Training to “run like the wind”

Until recently, my images of a personal trainer were limited to coaches like Sam Mussabini, the gruff little man in the movie “Chariots of Fire,” who took Olympic athlete Harold Abrahams in hand so that he could “run like the wind,” and the talented and dedicated Robin Wagner, who coached Sarah Hughes to ice skating stardom. Over the past few years, though, I have come to understand that there are amazing trainers who work wonders with ordinary folks.

Once I decided that I needed a trainer to direct me away from random, aimless exercise toward a disciplined, logical approach, that image changed dramatically. There is a great benefit of having a good trainer: one who knows what you need, what exercises will help you achieve your goals, and the ways to get you to do them. A really good trainer is a cross between a therapist and a drill sergeant and has the patience, the skills and the energy to help the layperson become and keep fit.

I’ve had two trainers: First, Tia, who encouraged me gently when I started my weight loss venture following my firm instructions to go easy on me. When Tia relocated, I began working with Nicole Anzalone, to whom I gave complete permission to push me further than the limits I had a tendency to set for myself. She’s been my trainer for about six months now, and I look forward to every session. Each time I learn something new about my body, my muscles, my core, and my future.

Nicole’s mantra is “There is no finish line.” This interview will give you some insight into Nicole’s background, her methods, and her thoughts about training people, especially those of us who are struggling to learn how to lift weights, do planks, skate, jump rope and run like the wind.

Interview with Nicole Anzalone, athletic trainer who works for EFT at Retro Fitness:

Q: How long have you been a trainer and where do you work?
A: I have been a trainer for three years and I work at Retro Fitness.Photo 2 of Mom with trainer Nicole

Q: What kind of exercise do you do for yourself?
A: Any exercise! I always include a little bit of cardio and a lot of resistance training. Once it’s nice out, I really enjoy running outside.

Q: Why did you decide to become a trainer?
A: I was always really into fitness so I get a lot of enjoyment to be able to share my knowledge about fitness with others.

Q: What kind of educational background do you have in the field?
A: I have learned a lot from my certifications which consist of Expert Rating and Mad Dogg, but mostly from personal experiences and learning from others I’ve worked with.

Q: Do you do both one-to-one training and teaching classes?
A: Yes, I do both.

Q: What kinds of classes do you teach?
A: I teach Total Body, Cycling, Butts and Guts, Muscles and Miles and Biking Boot Camps.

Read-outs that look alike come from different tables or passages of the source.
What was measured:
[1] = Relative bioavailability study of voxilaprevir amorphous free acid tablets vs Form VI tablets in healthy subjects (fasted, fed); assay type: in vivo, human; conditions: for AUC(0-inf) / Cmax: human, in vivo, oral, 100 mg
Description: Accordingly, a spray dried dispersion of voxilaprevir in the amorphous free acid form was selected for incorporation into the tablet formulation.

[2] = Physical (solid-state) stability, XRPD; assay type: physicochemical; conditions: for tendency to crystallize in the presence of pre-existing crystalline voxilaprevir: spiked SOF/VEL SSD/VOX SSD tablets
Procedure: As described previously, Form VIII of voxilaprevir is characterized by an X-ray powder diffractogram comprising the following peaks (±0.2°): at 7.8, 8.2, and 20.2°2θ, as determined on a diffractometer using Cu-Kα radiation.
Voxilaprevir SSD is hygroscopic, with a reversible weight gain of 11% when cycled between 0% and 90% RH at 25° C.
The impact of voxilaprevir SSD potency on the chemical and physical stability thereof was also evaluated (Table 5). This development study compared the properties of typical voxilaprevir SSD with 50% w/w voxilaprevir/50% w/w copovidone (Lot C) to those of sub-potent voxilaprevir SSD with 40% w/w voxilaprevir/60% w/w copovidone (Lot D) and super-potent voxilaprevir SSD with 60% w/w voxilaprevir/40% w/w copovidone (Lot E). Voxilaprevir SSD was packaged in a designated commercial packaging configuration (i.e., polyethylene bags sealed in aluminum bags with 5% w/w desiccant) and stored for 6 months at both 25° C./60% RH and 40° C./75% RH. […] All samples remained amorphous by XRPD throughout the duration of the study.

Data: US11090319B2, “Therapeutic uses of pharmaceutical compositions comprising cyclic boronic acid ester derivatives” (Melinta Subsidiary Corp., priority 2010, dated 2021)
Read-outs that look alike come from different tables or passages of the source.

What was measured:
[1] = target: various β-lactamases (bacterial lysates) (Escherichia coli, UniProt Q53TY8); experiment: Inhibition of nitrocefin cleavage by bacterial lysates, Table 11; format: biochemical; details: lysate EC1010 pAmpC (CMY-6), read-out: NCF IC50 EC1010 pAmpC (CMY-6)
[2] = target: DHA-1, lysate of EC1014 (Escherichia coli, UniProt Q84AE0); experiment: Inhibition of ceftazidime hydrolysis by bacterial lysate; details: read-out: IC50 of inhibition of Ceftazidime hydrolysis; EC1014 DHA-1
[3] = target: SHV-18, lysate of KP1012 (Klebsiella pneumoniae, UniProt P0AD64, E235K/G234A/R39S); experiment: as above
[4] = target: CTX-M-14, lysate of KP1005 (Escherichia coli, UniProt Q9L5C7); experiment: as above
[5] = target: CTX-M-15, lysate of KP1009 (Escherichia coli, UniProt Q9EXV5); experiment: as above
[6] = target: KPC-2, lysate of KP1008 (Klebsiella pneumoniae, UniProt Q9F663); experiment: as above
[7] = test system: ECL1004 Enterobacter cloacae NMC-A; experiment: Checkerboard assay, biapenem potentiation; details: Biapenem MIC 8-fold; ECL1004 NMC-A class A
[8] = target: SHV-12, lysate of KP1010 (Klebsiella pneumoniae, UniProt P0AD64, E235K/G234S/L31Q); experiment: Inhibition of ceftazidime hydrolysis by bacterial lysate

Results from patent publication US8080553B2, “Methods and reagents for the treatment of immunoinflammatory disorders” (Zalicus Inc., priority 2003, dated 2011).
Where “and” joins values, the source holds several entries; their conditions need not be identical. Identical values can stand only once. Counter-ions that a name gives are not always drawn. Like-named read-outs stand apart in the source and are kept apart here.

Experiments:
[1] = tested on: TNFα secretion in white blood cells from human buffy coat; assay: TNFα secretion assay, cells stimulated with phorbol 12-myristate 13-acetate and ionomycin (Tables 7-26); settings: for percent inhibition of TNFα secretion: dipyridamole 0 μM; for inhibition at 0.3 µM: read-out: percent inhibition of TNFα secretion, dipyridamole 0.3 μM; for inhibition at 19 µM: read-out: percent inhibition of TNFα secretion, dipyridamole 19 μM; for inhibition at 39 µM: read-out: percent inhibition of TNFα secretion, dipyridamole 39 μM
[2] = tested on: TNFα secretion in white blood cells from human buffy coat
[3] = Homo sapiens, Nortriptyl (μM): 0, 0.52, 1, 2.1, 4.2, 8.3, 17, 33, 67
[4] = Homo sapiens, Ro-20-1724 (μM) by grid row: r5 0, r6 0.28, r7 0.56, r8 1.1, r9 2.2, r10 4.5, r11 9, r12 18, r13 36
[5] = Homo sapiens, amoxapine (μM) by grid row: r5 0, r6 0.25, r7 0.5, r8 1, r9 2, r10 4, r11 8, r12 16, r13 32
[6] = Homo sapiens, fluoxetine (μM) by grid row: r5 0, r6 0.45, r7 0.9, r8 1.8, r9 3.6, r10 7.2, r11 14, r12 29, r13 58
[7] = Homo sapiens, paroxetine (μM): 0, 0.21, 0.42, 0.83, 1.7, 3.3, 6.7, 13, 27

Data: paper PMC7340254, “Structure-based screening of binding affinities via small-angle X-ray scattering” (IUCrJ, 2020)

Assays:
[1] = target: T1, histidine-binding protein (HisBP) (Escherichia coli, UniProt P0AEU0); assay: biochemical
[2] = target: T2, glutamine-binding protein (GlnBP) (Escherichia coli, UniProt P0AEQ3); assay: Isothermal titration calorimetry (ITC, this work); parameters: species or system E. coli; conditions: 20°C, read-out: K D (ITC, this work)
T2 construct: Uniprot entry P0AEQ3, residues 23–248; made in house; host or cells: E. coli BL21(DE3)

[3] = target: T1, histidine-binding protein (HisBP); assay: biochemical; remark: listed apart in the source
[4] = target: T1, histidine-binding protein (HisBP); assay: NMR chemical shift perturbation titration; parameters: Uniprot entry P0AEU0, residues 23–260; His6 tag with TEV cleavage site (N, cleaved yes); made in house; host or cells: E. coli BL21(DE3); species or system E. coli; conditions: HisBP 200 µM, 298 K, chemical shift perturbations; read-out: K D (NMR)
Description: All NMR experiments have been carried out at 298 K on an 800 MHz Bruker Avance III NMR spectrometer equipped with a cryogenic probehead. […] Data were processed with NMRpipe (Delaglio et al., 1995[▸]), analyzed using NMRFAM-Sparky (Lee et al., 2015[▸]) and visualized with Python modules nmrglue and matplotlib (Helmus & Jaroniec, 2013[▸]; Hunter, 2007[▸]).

Q: What do your clients expect out of one-to-one-training?
A: To see results faster than they would on their own. Also to learn and achieve their goals on their own, eventually.

Q: How do you decide what to do in a half hour session?
A: Before a session, I create a workout which applies to that one particular person, always combining resistance training with a little bit of cardio.

Q: Have you worked with people who are extremely overweight? What kind of training do you do with them?
A: Yes. I start small with a little bit of cardio, walking on the treadmill, step ups on the aerobic step, etc. then I slowly start to incorporate resistance training.

Photo of Mom with trainer NicoleQ: Have you had overweight clients who approach training with a negative attitude? What do you do with them?
A: First, I show them the damage they are doing to their body, then try and show them that working out can be fun and there are so many different exercises that we have to find at least one they will like a little bit just to start.

Q: How does the training change as they lose weight?
A: As they start to lose weight, they start to focus less on the education behind the exercises and more on performance, but still maintaining a learning aspect.

Q: What is your greatest success story with an overweight person?
A: As much as I play a part in the success, it’s all on the client and their success. I wouldn’t say I have one success story greater than the other. Any time a client reaches even the smallest goal. I think it is a big success and accomplishment.

: Who has been your toughest client (no names) and why?

A: The toughest client to have is one with a busy work schedule who is not 100% into it because of that.

Q: What is the best exercise for a person who has lost weight but who wants to reduce the flab?
A: Doing resistance training.

Q: How would you convince an overweight person who says, “I’m not ready” to start exercising and/or training?
A: When overweight clients say they’re not ready, I show them all the health risks of being overweight and all the damage they are doing to their body.

Q: Do you have a philosophy about fitness that you can share?
A: Yes! There is no finish line. 🙂

(Photos taken by Samantha Sensale of Retro Fitness)

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